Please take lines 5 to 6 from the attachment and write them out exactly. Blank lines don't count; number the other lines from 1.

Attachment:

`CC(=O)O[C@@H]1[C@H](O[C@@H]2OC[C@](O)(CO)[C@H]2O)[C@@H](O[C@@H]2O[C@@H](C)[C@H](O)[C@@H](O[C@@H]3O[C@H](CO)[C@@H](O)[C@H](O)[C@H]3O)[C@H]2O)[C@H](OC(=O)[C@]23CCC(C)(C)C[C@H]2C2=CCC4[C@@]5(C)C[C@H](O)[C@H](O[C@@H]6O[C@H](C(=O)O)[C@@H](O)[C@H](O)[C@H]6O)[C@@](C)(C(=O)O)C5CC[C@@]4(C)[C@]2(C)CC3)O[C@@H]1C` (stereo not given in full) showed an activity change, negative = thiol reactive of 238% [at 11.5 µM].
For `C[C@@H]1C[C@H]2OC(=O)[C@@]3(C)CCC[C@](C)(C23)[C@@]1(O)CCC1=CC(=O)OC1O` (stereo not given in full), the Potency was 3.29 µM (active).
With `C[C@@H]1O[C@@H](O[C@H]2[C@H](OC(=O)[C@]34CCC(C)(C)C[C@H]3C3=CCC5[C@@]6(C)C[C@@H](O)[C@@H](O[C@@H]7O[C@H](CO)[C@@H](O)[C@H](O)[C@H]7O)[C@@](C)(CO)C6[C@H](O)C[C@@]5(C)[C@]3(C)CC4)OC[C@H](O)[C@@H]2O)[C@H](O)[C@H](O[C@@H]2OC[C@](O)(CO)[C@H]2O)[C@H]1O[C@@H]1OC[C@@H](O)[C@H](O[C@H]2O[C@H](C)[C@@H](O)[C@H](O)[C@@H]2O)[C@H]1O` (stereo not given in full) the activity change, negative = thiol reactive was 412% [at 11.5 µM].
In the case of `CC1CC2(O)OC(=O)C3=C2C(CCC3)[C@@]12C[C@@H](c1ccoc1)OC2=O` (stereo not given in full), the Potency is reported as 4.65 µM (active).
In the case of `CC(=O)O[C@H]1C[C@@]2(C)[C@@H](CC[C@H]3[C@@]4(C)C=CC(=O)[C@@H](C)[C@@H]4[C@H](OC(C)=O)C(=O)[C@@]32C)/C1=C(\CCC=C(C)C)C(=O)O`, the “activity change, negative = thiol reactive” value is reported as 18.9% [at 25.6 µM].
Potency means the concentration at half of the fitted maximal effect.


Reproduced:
In the case of `CC(=O)O[C@H]1C[C@@]2(C)[C@@H](CC[C@H]3[C@@]4(C)C=CC(=O)[C@@H](C)[C@@H]4[C@H](OC(C)=O)C(=O)[C@@]32C)/C1=C(\CCC=C(C)C)C(=O)O`, the “activity change, negative = thiol reactive” value is reported as 18.9% [at 25.6 µM].
Potency means the concentration at half of the fitted maximal effect.